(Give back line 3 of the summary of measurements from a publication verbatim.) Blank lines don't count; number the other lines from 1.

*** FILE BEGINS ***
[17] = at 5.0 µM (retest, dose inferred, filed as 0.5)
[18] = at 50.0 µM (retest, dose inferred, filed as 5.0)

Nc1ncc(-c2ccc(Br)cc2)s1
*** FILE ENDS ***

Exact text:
Nc1ncc(-c2ccc(Br)cc2)s1